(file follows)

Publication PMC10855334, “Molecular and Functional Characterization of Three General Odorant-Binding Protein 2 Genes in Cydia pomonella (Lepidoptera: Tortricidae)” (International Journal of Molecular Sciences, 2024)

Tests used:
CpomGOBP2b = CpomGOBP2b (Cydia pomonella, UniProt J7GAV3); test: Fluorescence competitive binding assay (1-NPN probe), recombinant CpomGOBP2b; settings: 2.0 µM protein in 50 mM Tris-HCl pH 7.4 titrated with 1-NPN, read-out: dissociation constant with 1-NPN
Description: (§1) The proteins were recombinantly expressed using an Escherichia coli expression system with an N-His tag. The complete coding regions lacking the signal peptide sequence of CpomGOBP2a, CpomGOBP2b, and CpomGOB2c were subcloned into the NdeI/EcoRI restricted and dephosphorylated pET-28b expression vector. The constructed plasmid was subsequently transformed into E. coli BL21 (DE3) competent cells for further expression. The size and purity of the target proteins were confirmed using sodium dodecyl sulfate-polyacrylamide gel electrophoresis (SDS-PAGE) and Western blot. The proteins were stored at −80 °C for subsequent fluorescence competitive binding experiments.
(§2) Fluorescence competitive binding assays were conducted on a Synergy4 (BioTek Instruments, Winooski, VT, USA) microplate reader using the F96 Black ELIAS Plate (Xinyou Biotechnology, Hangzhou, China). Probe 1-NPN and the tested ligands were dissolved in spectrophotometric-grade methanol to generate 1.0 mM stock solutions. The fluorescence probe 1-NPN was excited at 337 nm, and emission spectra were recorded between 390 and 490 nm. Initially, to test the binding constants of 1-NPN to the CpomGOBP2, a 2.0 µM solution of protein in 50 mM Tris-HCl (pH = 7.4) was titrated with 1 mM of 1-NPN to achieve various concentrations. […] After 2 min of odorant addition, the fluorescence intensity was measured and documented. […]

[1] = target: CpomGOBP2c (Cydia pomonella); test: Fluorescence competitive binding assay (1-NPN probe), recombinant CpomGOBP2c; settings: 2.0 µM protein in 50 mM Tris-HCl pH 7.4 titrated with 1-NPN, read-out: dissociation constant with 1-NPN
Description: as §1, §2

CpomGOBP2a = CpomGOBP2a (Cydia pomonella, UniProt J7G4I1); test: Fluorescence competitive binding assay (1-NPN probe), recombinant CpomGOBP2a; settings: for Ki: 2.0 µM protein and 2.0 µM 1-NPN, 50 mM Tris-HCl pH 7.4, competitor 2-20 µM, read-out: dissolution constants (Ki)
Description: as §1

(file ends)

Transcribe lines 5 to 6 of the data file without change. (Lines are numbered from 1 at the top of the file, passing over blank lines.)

(§2) Fluorescence competitive binding assays were conducted on a Synergy4 (BioTek Instruments, Winooski, VT, USA) microplate reader using the F96 Black ELIAS Plate (Xinyou Biotechnology, Hangzhou, China). Probe 1-NPN and the tested ligands were dissolved in spectrophotometric-grade methanol to generate 1.0 mM stock solutions. The fluorescence probe 1-NPN was excited at 337 nm, and emission spectra were recorded between 390 and 490 nm. Initially, to test the binding constants of 1-NPN to the CpomGOBP2, a 2.0 µM solution of protein in 50 mM Tris-HCl (pH = 7.4) was titrated with 1 mM of 1-NPN to achieve various concentrations. […] After 2 min of odorant addition, the fluorescence intensity was measured and documented. […]

[1] = target: CpomGOBP2c (Cydia pomonella); test: Fluorescence competitive binding assay (1-NPN probe), recombinant CpomGOBP2c; settings: 2.0 µM protein in 50 mM Tris-HCl pH 7.4 titrated with 1-NPN, read-out: dissociation constant with 1-NPN